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Becoming Scientifically Literate: Developing Epistemic Practices through Reading Scientific Papers

The Science Teacher—January/February 2024

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To help students confront pseudoscientific claims and misinformation in their everyday lives, it is important to develop the epistemic practices of scientists in the classroom. Many of these practices can be illuminated by challenging students to read primary source literature. This article outlines a lesson that has sophomore students reading review and research articles on a pertinent topic. While reading, students think like scientists to extract main ideas, analyze bias, and justify claims with evidence. The papers themselves, as well as the steps employed in the classroom to support students in reading them, highlight the fact that scientists regularly utilize statistics and data, develop a strong theoretical knowledge-base prior to forming conclusions, and seek out critique of their work. Students read these papers collaboratively, working together with one another and with upperclassmen peer mentors to engage in scientific discourse and solidify their understanding of the process of science. This experience challenges students to think as scientists do and provides them with a strong foundation for scientific literacy, preparing them to make more informed decisions about their futures.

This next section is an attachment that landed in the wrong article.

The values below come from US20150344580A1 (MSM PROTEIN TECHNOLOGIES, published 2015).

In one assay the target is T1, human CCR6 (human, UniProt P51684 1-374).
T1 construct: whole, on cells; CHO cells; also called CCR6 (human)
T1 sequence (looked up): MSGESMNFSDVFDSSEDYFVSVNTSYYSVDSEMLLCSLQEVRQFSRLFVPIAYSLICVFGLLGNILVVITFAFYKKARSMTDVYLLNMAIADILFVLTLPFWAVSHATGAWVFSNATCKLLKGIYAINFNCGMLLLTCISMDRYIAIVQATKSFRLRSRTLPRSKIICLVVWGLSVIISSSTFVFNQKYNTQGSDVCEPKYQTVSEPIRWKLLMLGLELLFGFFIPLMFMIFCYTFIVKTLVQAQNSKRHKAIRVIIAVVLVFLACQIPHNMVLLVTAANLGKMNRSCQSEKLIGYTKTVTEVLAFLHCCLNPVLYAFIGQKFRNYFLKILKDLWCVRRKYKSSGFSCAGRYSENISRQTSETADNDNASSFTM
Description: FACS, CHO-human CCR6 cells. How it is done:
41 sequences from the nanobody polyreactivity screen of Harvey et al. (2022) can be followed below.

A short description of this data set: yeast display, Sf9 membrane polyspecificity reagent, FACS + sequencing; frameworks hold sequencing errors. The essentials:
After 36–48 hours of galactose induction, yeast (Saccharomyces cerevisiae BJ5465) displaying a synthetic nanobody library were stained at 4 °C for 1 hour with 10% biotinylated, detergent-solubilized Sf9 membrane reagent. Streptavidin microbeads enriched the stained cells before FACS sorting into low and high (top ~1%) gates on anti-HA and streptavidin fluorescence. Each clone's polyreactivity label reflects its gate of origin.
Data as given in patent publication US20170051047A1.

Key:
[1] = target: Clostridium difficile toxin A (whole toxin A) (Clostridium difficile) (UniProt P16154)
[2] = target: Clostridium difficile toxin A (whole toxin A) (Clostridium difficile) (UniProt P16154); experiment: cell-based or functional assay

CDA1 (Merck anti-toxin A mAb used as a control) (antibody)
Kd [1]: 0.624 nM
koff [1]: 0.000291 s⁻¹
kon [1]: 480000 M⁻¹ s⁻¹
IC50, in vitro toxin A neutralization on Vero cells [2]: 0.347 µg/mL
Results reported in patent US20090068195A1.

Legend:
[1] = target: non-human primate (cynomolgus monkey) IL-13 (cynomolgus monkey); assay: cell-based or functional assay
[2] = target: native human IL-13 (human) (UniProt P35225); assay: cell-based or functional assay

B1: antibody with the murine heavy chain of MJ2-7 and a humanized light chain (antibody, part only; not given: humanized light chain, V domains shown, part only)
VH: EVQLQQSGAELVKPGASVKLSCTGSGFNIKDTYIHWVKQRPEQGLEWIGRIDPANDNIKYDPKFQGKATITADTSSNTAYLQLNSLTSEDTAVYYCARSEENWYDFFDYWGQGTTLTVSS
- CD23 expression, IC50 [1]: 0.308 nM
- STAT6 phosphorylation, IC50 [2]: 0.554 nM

Instructional Materials Literacy Preservice Science Education Teacher Preparation Teaching Strategies High School

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